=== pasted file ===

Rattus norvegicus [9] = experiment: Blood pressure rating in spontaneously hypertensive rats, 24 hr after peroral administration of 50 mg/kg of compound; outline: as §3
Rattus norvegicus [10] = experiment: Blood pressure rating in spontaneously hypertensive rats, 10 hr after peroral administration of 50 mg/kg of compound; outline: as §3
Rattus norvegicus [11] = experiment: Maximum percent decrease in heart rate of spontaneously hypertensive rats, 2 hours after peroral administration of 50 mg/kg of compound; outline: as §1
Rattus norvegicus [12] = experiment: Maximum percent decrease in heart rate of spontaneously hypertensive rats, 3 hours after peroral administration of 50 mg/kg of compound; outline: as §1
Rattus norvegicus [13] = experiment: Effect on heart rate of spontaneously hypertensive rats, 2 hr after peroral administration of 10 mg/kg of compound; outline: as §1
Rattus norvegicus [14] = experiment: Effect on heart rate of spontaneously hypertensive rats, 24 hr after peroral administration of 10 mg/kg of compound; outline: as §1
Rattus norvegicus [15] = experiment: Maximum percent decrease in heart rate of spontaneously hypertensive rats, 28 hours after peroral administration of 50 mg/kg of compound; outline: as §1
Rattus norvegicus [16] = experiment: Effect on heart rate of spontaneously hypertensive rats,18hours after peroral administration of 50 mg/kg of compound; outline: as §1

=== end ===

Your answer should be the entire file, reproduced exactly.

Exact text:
Rattus norvegicus [9] = experiment: Blood pressure rating in spontaneously hypertensive rats, 24 hr after peroral administration of 50 mg/kg of compound; outline: as §3
Rattus norvegicus [10] = experiment: Blood pressure rating in spontaneously hypertensive rats, 10 hr after peroral administration of 50 mg/kg of compound; outline: as §3
Rattus norvegicus [11] = experiment: Maximum percent decrease in heart rate of spontaneously hypertensive rats, 2 hours after peroral administration of 50 mg/kg of compound; outline: as §1
Rattus norvegicus [12] = experiment: Maximum percent decrease in heart rate of spontaneously hypertensive rats, 3 hours after peroral administration of 50 mg/kg of compound; outline: as §1
Rattus norvegicus [13] = experiment: Effect on heart rate of spontaneously hypertensive rats, 2 hr after peroral administration of 10 mg/kg of compound; outline: as §1
Rattus norvegicus [14] = experiment: Effect on heart rate of spontaneously hypertensive rats, 24 hr after peroral administration of 10 mg/kg of compound; outline: as §1
Rattus norvegicus [15] = experiment: Maximum percent decrease in heart rate of spontaneously hypertensive rats, 28 hours after peroral administration of 50 mg/kg of compound; outline: as §1
Rattus norvegicus [16] = experiment: Effect on heart rate of spontaneously hypertensive rats,18hours after peroral administration of 50 mg/kg of compound; outline: as §1